A good friend over the weekend spoke with me and said “Pon where the f are your rants, bring them back!”
So here’s one I had filed since…July, again pardon the writing, this isn’t The Economist.
I’ve been thinking for the past decade when traveling throughout the region that I no longer see European and American firms in the region compared to their prominence pre and post ’97. And seeing Telenor sell out of Myanmar (https://www.bangkokpost.com/business/2145843/telenor-announces-myanmar-exit) brought back these thoughts.
The same perhaps applies to “Democracy”
SE Asia may have had to appear “democratic” in order to receive capital from the IMF, investments from the US and Europe since WWII. But with China’s rise over the past 2 decades the reason for the countries in the region to remain “democratic” have lessened and therefore why would a country have to appease themselves to a system that isn’t inherent in their historical culture.
Vietnam, Cambodia, Laos, Thailand, Myanmar, Singapore are all different forms of communist/dictatorial politics. The Philippines is run by the 10 major families. Indonesia probably by the 2 major groups (Megawati is still the boss, despite the news to the otherwise in international papers) and Prabowo and friends. And so forth.
So when I look at Amazing Thailand I’m not entirely surprised to see the route it’s gone down, don’t forget the military and friends said that they had a 20 year plan, and they are 7 years into it. Will it continue? Sure, I don’t see protestors willing to push as far as the ones we’ve read about in Burma. HK protested as much as they wanted to and it’s still gone back to China. Cuba is now doing protests, as if things will really change. And here, well I’ve often argued to those that listen that the best strategy would be to break the coalition, the head of the snake is BJT followed by the Democrat party, were those 2 to break from PPRP then the power swings to PT + FF+ BJT + the democrat party. It could arguably be a face saving move by those 2 repugnant parties.
Should you care for the markets?
- Yes, you’ll see the favoured win (see GULF – the perfect example of crony capitalism in Thailand) until they are replaced by a new group of friends. Politicians here are using capital markets more and more for guarantee of project wins and concessions. Think I’m wrong? I’m curious about why SKY has won all the IT projects, or where IMH came from to distribute Sinopharm, there are several names that should be on investors’ blacklists unless you’re part of the game. I wonder when the SEC will look into Kingsford Securities properly.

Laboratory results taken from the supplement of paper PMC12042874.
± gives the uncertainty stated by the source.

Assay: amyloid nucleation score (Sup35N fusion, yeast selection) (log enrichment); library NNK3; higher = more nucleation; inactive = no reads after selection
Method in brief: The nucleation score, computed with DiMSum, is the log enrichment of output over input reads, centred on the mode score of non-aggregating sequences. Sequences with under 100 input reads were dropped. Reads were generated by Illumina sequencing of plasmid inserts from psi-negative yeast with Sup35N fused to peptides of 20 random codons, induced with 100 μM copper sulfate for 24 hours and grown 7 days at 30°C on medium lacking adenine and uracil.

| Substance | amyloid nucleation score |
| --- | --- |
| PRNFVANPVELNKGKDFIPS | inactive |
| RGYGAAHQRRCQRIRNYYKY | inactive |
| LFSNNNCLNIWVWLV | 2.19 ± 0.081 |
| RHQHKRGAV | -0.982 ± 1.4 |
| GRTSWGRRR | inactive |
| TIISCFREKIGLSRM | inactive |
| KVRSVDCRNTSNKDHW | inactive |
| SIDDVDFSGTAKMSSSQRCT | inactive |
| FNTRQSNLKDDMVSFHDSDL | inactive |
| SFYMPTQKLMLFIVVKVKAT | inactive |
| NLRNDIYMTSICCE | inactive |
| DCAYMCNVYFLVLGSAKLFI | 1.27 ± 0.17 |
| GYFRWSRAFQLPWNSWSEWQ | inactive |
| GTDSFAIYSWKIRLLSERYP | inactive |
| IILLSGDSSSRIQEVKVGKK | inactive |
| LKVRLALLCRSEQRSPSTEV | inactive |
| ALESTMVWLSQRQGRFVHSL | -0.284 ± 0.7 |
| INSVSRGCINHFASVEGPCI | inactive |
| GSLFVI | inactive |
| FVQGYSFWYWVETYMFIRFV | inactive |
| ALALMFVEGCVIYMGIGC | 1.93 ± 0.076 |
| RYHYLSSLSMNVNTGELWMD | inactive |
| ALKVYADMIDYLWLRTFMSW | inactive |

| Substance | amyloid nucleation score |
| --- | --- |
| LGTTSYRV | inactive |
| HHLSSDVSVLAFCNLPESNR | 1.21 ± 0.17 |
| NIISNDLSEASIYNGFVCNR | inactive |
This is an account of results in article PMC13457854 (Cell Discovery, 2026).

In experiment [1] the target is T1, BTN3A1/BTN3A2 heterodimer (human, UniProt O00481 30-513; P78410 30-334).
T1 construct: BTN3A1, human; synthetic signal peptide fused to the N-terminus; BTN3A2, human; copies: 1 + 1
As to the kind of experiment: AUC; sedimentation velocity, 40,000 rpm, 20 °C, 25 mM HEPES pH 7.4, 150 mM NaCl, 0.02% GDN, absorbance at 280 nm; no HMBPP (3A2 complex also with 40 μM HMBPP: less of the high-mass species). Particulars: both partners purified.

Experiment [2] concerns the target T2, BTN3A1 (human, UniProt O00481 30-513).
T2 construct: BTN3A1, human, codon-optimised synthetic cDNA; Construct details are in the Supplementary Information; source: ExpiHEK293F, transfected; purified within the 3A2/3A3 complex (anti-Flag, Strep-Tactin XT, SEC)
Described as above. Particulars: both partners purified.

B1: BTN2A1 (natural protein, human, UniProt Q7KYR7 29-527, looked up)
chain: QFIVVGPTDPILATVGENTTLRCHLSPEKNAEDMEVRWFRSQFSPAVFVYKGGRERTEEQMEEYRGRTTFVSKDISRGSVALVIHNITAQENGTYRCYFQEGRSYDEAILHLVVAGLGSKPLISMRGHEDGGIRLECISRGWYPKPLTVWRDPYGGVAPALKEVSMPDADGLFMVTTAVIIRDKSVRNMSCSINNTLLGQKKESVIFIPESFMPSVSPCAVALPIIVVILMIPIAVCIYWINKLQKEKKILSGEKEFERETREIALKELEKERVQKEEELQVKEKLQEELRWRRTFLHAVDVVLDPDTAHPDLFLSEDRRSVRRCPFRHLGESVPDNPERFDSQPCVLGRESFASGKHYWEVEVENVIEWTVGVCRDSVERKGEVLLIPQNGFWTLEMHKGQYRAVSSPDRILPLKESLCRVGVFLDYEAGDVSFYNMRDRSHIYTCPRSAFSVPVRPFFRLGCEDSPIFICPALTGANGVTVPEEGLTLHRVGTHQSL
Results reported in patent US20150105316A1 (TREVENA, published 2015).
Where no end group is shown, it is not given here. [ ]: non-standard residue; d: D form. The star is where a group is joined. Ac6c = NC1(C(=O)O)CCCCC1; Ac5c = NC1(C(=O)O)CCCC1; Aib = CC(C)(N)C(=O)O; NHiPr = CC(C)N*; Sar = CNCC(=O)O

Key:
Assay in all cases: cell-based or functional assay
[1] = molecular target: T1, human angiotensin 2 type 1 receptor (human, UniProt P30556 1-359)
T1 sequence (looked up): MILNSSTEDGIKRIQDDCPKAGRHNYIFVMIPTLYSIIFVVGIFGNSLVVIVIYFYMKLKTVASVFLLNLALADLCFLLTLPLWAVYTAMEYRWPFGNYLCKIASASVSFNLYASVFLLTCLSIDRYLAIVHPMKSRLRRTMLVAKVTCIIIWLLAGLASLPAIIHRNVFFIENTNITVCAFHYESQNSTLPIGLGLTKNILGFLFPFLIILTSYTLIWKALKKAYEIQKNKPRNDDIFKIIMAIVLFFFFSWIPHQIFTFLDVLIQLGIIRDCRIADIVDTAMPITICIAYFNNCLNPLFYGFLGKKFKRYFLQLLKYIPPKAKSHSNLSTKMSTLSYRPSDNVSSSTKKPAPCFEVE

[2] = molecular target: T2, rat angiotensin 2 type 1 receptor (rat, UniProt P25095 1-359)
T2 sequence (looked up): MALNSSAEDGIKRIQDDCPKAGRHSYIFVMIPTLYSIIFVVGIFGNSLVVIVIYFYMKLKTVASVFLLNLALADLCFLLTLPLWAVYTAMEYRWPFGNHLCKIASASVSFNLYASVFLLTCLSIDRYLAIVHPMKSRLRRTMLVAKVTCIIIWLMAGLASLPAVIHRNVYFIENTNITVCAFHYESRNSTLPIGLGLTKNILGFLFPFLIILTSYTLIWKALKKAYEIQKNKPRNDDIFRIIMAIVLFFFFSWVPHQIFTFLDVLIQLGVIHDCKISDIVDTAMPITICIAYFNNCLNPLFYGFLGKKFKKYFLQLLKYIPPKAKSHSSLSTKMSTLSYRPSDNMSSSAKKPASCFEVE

Legalising Sale of Rapid Tests
Question 1 – are these things even accurate? Unless all the medical papers we’ve seen over the past 6 months stating that these are rubbish are wrong and the Thai government is right.
Question 2 – Suppliers? Middle men? Let’s follow the money. I know the factory costs of these Testing kits. These retail prices are ridiculous. Lets go ask Anutin and Friends where their holdings are in the co’s/plc’s selling these kits.
As C-19 is resurging, the government is legalising the Rapid Antigen Tests (RAT). Previously, the test kits were only allowed for “professional” use i.e. in hospitals and clinics and even so, there was limited use. Earlier, Thai medical professionals preferred to test with the full RT-CPR (Real-Time polymerase chain reaction) which is more “accurate” and more expensive (THB2,300-8,000 per test). However, due to re-surging Covid and the over-crowded hospitals, the government is legalising the sales of the RAT kits for home use and self-testing.
Should you care for the markets? Sure it’ll smack BCH’s sales numbers.
It was a great Sunday:
- Argentina beat Brazil
- Poirer dominated McGregor
- Djokovic won at Wimbledon
- The Italians won Euro 2020.
There you go S.S. Happy Burfday. I’ll post more later 🙂